If Davis stays healthy and continues to round out, the second year big man could be in line for a monster season. The Kentucky product lost out on the Rookie of the Year to Portland’s Damian Lillard last season, but at no point during that campaign did any NBA analyst worth their salt back away from thinking that Davis would finish his career as the best player from the 2012 draft. Though Anthony has some upside as a smallish center in the modern NBA, his face-up ability and shooting stroke (if, not necessarily, shooting makes at this stage) should turn him into a killer power forward. And while the Pelicans still need to bring in a top-flight big man, face up center Jason Smith is a good enough player to hold the fort for now.
Anthony should improve on his somewhat lacking (he was a 19-year old rookie, after all) individual defense in his second season, and if Davis can up his minutes per game to 33 or so and play over 75 contests this season (28.8 minutes per game and 60 games last year), his presence alone should pull New Orleans out of the defensive doldrums. Local media may point to their 14th-ranked defensive points per game average, but that was masked by the team’s slow pace. In terms of points per possession the squad was the fourth-worst in the NBA last year.
The litany of scoring guards and Ryan Anderson’s presence won’t help that, but Davis has the ability to cover a multitude of sins. Still, Monty Williams is up against it in his fourth season.
New Orleans’ depth isn’t great, the team won’t have a first round pick next June, and next year’s payroll will feature three players making eight figures a year, with Ryan Anderson not far below that mark. Williams will have to develop a weave of a structure that will attempt to not only get the best out of a former All-Star in Holiday and a former all-around stud with promise in Evans, but raise Gordon’s value so that the team can find solid helpers in the front court.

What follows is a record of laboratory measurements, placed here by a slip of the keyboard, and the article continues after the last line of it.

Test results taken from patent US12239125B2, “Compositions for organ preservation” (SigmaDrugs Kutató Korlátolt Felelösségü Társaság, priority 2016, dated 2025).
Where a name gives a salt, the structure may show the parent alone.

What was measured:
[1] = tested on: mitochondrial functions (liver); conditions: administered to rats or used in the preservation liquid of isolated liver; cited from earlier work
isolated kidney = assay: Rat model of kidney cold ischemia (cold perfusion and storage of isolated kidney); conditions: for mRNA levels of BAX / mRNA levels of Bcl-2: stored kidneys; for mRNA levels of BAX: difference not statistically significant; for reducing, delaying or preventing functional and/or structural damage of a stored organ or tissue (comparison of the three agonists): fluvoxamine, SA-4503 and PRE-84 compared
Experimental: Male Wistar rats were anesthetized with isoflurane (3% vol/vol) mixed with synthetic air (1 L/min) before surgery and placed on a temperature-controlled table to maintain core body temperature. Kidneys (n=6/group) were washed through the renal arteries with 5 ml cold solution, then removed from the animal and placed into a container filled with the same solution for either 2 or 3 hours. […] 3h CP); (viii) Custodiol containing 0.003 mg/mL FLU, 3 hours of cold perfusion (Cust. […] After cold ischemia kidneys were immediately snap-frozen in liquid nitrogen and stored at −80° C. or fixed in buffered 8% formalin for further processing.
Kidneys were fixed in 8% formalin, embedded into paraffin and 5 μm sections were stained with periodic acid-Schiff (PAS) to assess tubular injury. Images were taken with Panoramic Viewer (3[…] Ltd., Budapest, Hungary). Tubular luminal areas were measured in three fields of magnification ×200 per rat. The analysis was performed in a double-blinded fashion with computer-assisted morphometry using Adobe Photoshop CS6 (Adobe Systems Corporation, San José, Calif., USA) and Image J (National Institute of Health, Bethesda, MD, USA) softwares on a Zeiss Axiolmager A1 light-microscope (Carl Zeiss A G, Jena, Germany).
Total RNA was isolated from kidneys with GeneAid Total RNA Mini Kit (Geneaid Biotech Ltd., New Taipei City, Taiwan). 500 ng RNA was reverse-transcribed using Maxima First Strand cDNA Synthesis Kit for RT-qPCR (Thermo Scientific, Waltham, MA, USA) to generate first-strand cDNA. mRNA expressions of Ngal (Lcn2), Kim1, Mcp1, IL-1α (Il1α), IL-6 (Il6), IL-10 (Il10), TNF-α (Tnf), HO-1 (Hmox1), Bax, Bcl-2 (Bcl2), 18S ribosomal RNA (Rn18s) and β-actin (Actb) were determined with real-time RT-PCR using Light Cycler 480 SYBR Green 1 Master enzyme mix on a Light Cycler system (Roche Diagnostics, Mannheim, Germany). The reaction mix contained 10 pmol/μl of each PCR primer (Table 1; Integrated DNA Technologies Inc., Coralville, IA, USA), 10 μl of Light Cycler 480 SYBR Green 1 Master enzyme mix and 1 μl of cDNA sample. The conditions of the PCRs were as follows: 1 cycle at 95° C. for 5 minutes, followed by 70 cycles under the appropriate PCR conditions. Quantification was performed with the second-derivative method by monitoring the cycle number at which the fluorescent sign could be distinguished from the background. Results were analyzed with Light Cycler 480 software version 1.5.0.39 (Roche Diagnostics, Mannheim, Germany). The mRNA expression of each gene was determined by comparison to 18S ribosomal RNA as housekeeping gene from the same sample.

That’s a lot to ask for a coach that has had a fitful time dealing with franchise player headaches, an ownership change, botched trades, personnel missteps, and massive turnover. Despite the changes, the current players will all play to their respective strengths and follow their respective curves. The key is enhancing that production. Will Williams provide them with the atmosphere they need in order to create?
The answer comes in April. For now, we’d just settle for Monty letting his guards run a little bit.
Projected record: 37-45
Tune In, Turn Up with Dan Devine
While only a handful of NBA teams each season harbor serious hope of hoisting the Larry O’Brien trophy come late June, all 30 come equipped with at least one reason to keep your television set locked on their games. Dan Devine shares his suggested reasons for the season ahead.
Tune into the Pelicans for … Anthony Davis reminding us why we all got so excited.